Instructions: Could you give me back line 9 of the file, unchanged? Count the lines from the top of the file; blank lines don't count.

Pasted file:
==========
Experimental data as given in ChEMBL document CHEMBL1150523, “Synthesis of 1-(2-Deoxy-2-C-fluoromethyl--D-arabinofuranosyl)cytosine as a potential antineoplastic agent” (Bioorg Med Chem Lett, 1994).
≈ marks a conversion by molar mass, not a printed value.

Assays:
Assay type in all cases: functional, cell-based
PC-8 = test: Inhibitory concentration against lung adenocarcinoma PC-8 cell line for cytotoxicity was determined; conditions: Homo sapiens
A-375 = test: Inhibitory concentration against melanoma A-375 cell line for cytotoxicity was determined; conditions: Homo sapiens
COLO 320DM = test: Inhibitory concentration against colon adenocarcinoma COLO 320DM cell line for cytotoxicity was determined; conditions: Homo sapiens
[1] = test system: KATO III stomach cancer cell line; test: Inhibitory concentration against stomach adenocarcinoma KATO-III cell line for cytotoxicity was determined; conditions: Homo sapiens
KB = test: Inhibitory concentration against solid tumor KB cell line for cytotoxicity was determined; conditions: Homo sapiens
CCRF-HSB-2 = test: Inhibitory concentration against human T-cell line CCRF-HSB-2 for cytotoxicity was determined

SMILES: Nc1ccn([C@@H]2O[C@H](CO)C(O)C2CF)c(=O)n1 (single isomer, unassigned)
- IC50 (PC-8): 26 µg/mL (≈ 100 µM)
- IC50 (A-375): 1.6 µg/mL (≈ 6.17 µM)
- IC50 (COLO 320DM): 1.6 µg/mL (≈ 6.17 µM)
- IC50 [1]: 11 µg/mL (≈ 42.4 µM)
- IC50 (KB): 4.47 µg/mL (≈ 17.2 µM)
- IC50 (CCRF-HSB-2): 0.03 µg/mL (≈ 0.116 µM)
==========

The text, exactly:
KB = test: Inhibitory concentration against solid tumor KB cell line for cytotoxicity was determined; conditions: Homo sapiens